When a pregnant woman has no papers, must she give birth at home?
On the afternoon of November 3, 2004, Salma Srakhin and her husband Uda arrived at the emergency room of Be'er Sheva's Soroka Medical Center. Salma's waters had broken in her seventh month of a twin pregnancy. Uda has permanent resident status in Israel, while Salma has no status anywhere. In the petition that the Srakhins later filed with the Administrative Court, they related that "the reception clerk refused to admit the petitioner to the delivery room, claiming that without an identity card, she would not be admitted to the hospital even if she was in grave condition."
Uda says he presented the hospital receptionist with a number of other documents, but she refused to even look at them.
The Srakhins went home, where Salma gave birth to premature twins. They then went back to the hospital with the newborns, who were admitted to the neonatal ward and remained there for about a month.
The Patients' Rights Law states that "in a medical emergency, a person is entitled to unconditional urgent medical care." It is difficult not to view a woman in labor as a medical emergency; a mother of twins who goes into labor in her seventh month is triply so. The Srakhins thus sent an urgent complaint to Yoav Apowitzer, Public Complaints Coordinator for the Association for Civil Rights in Israel (ACRI), stating that "the reception clerk acted in contravention of the law when she sent the woman in labor home and conditioned her receipt of care on the existence of an identity card."
Soroka's spokesperson, Inbar Darom-Guter, told Haaretz in response that the emergency room clerk had "asked for an identity card, and when she was told that the woman had none, she explained to the husband that his wife would be assigned a temporary number and he would be asked to sign a promissory note, which is standard practice. The husband announced that he would not sign, took his wife and left. The clerk called out to the couple a number of times, saying that they should return to receive medical treatment, but unfortunately, they chose to leave."
Darom-Guter said that 60 percent of the births at Soroka are to Bedouin women. "In all cases, patients arriving at the emergency room receive care without preconditions relating to payment," she added.
Soroka's Public Complaints Department sent a letter to ACRI noting that this incident had been discussed with the hospital's administration. "Patient admission procedures are clear and are not open to interpretation or mistakes," stated the letter. "Administrative arrangements are no reason for withholding treatment."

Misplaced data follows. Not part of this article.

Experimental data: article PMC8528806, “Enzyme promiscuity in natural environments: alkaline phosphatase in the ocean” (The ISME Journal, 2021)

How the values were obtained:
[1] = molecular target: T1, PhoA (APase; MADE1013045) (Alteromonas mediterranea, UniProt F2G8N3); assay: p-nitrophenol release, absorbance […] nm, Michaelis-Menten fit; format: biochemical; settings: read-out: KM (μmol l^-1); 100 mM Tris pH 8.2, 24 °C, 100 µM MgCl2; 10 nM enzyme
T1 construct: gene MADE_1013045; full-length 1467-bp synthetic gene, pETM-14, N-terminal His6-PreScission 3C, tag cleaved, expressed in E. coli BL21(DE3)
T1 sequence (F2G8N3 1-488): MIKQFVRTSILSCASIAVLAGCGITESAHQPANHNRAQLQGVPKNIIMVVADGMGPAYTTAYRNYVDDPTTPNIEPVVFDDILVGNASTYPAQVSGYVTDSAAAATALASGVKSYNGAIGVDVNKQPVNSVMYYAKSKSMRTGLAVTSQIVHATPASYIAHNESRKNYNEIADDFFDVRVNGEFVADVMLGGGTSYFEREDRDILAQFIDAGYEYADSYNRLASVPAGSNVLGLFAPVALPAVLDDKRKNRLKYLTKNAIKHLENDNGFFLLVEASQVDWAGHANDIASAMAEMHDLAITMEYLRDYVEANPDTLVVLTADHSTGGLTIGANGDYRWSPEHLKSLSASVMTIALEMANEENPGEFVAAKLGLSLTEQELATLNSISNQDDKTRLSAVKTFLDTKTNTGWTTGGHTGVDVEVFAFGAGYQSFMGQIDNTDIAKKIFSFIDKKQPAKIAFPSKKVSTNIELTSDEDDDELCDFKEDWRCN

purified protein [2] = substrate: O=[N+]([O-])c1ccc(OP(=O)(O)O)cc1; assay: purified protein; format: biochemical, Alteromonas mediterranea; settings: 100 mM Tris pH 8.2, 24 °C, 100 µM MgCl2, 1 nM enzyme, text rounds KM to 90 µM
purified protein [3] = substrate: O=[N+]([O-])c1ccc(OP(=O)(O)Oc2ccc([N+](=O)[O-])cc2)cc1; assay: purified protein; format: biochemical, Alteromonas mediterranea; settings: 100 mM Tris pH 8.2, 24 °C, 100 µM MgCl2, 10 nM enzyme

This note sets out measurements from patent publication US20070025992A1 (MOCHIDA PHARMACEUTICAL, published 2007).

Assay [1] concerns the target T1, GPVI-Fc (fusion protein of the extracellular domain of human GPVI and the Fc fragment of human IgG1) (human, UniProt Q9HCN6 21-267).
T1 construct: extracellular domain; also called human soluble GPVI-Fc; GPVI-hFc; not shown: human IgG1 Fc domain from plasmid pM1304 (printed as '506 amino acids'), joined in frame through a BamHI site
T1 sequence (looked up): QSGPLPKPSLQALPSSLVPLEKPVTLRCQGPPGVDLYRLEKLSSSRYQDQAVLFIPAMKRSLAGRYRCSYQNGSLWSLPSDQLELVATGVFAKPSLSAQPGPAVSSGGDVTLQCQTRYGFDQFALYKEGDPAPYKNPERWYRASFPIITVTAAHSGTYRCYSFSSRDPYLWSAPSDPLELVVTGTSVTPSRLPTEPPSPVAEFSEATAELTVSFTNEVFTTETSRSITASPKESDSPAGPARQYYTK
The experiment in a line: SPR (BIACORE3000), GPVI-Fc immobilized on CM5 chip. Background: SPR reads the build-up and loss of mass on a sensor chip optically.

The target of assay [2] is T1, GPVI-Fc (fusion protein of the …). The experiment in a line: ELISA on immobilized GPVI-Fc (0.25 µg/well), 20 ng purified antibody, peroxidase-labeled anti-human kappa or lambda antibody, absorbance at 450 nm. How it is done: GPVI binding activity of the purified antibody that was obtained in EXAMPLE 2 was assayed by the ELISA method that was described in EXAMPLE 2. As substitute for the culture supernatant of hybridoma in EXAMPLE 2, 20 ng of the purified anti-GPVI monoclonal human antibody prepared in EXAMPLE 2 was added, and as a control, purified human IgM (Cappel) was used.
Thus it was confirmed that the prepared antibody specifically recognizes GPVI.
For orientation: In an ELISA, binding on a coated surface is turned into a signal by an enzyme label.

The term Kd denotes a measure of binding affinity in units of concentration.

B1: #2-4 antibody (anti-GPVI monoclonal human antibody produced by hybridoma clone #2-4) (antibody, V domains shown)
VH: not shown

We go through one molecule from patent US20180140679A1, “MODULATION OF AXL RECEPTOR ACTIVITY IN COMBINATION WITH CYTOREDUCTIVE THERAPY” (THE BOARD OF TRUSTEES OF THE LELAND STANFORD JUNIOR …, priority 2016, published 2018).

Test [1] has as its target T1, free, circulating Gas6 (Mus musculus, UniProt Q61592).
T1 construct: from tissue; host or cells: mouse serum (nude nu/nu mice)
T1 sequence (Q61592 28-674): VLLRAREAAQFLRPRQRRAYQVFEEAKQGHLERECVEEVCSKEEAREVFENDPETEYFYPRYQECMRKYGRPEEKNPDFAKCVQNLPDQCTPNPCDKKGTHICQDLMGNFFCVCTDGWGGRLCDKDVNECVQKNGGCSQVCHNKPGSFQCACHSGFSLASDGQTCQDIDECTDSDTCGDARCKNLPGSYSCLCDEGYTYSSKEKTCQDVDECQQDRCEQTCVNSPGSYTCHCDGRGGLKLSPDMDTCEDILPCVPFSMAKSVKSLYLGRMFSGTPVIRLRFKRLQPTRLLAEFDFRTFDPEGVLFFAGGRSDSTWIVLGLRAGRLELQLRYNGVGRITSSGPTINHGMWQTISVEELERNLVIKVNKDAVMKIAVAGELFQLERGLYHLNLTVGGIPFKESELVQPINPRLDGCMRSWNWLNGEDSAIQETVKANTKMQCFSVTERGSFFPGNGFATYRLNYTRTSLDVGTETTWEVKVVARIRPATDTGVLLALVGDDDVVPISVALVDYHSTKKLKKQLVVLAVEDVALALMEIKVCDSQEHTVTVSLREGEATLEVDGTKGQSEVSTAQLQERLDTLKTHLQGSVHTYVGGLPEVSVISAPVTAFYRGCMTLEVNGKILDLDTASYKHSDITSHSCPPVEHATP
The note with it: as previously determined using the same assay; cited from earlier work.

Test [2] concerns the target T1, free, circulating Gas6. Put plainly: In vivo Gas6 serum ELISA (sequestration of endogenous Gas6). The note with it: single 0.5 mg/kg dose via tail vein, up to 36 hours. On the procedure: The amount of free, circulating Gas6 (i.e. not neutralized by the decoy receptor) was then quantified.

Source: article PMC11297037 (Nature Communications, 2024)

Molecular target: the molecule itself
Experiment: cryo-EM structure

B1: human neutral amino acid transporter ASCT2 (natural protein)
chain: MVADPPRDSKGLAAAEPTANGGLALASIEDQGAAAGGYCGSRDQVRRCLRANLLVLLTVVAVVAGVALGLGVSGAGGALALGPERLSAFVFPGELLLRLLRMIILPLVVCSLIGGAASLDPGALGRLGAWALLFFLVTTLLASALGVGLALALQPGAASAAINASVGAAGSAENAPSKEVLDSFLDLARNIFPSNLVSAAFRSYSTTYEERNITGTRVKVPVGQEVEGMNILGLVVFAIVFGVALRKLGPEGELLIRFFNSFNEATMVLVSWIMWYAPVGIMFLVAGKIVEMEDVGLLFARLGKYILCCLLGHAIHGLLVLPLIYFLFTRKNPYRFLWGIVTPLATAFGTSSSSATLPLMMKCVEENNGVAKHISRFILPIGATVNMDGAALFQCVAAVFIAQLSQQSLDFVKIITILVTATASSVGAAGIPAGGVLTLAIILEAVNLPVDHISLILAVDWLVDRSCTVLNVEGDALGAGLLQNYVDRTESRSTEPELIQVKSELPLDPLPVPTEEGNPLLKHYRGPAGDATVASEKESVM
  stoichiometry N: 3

The letter also noted that the procedures had been reviewed with the reception personnel, "in order to avoid a repetition of such incidents."
One of the documents that Uda showed the receptionist was a signed affidavit from ACRI attorney Bana Shagri-Badarna bearing Salma's photograph. This was supposed to serve as a kind of substitute identity card. The Srakhins are members of the Al-Azzama Bedouin tribe, hundreds of whose members have no legal status whatsoever.
"Uda phoned me from the hospital," recalled Shagri-Badarna. "He did not mention the promissory note, saying only that they would not admit [his wife] because she had no identity card - that the affidavit did not help. The issue of the promissory note was not raised until after we sent a complaint."
The Srakhins now have four children, and have accumulated sizable debts at Soroka from numerous visits there. It is unlikely that signing the promissory note would have deterred them.
This story does have a happy ending, however. The Srakhin twins, Omar and Zinab, now almost two years old, and the other two Srakhin children are apparently the only Al-Azzama Bedouin in recent years to finally obtain permanent residency status. Omar required urgent surgery while his parents were in the midst of High Court of Justice hearings concerning their legal status. Without health insurance, he could not have the operation. The justices therefore quickly ordered the Interior Ministry to grant the children permanent residency status. Their mother, on the other hand, is still waging her legal battle for such status.
This dramatic story clearly illustrates the problem of children with no status. No status means no health insurance and no medical care except that provided by well-baby clinics - one reason why Physicians for Human Rights has joined forces with ACRI in the struggle to obtain legal status for all Al-Azzama tribe members.
Children with no status also have difficulty attending school. S., an eight-year-old girl whose parents have no status, started school only this year. Legally, the children of Bedouin with no status are eligible for education just like the children of foreign workers. The education system issues them fictitious identity numbers. Sometimes, however, schools do not know how to deal with unregistered children and refuse to enroll them, and the parents have no strength to protest.
Yifat Lipner, spokeswoman for the Education Ministry's Southern District, responded that a circular issued by the ministry's director general states that "every school-age child living in Israel for three continuous months must attend an institute of learning," even if he has no civil status. Other Education Ministry sources said that registering children for school, even those with no legal status, is the local authority's responsibility, and that S. did not go to school last year because her father did not register her.
Hundreds of people living in Israel have no official status - in any country. Without documents, they cannot work legally, have no health insurance and are in constant danger of being arrested. Haaretz is covering their struggle in a series of articles.
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